ERIC Number: ED344920
Record Type: RIE
Publication Date: 1992-Apr
Reference Count: N/A
Problems in Merging District- and Community-Based Data Sets.
Jang, Younghee; Radio, Joni L.
Integrating information from local school district and community data sources is essential to understanding the relationships between them. A major problem in merging such data concerns the geographic incongruities of the boundaries of school districts (local education agencies) and the boundaries of communities. This paper focuses on resolution of this problem at the national and state levels. The recent attempt of the Southwest Regional Laboratory to resolve this problem through the Census Mapping project is described. It is evident that the near-optimal solution lies in a complete blocking of the United States and the identification of all the blocks in every school district to allow an accurate aggregation of Census data pertaining to each local education agency. The complexity of this effort has led the Census Bureau to develop and implement a digital cartographic database, the Typological Integrated Geographic Encoding and Referencing (TIGER) system. School district information from the states is being included. A lot of staff power is required to construct the database, and the district equivalency file will not be available until 1993. Great progress will be made if Congress passes a Uniform Data Act that requires a universal format for data from states receiving federal funds. Better forecasting and planning and more equitable distribution of funds will result when more timely and accurate data are available. There is a 14-item list of references. (SLD)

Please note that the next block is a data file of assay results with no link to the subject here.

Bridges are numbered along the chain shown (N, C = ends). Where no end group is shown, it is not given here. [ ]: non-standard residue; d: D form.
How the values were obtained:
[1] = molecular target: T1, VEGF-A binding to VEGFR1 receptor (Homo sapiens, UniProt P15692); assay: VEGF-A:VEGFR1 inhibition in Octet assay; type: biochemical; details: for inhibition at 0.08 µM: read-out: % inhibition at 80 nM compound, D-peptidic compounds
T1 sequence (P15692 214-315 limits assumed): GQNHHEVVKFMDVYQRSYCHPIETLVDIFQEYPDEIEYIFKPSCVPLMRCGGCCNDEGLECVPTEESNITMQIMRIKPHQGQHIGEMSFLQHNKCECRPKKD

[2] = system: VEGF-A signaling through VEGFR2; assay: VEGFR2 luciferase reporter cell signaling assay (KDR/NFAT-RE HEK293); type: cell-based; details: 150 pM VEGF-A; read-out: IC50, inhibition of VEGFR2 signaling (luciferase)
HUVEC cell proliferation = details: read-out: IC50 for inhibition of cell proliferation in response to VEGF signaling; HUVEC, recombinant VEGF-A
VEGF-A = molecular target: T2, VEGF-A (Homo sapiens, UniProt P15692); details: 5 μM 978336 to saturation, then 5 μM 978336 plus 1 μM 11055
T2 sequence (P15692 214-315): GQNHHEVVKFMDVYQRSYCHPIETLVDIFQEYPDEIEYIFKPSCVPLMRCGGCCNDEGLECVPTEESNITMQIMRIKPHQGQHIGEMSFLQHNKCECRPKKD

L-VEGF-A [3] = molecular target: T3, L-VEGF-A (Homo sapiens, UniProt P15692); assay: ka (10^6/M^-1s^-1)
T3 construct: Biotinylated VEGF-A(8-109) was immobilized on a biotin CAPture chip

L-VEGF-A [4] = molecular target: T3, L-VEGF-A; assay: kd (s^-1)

Publication Type: Reports - Evaluative; Speeches/Meeting Papers
Education Level: N/A
Sponsor: Office of Educational Research and Improvement (ED), Washington, DC.
Authoring Institution: Far West Lab. for Educational Research and Development, San Francisco, CA.
Identifiers: Census Mapping Project; Data Sets; Educational Information; Information Integration; TIGER Database File
Note: Paper presented at the Annual Meeting of the American Educational Research Association (San Francisco, CA, April 20-24, 1992).